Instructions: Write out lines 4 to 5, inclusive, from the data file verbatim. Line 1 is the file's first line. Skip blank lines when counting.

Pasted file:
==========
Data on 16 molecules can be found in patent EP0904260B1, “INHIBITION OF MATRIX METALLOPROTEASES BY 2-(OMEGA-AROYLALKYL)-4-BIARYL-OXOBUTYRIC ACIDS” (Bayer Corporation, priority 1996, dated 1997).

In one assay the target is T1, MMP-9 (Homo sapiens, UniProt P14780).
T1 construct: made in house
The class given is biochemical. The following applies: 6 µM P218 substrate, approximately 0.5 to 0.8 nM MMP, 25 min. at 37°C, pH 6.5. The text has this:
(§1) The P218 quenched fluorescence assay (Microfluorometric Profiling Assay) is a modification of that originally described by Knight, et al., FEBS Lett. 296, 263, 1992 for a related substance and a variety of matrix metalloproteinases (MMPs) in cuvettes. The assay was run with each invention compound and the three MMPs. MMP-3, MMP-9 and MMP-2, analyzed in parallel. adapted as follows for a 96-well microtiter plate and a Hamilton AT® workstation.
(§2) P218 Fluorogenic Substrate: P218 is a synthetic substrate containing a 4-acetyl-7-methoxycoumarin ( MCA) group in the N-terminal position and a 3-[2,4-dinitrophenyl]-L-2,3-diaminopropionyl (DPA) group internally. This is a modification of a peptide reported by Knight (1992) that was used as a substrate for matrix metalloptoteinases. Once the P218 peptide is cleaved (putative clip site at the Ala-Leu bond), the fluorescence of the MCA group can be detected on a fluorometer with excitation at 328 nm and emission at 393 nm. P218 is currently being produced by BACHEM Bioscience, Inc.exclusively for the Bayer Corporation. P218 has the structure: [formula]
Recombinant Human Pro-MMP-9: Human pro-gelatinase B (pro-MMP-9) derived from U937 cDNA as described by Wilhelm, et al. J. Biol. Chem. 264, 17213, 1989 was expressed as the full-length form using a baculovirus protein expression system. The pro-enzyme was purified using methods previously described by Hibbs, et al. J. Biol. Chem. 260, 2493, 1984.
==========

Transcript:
The class given is biochemical. The following applies: 6 µM P218 substrate, approximately 0.5 to 0.8 nM MMP, 25 min. at 37°C, pH 6.5. The text has this:
(§1) The P218 quenched fluorescence assay (Microfluorometric Profiling Assay) is a modification of that originally described by Knight, et al., FEBS Lett. 296, 263, 1992 for a related substance and a variety of matrix metalloproteinases (MMPs) in cuvettes. The assay was run with each invention compound and the three MMPs. MMP-3, MMP-9 and MMP-2, analyzed in parallel. adapted as follows for a 96-well microtiter plate and a Hamilton AT® workstation.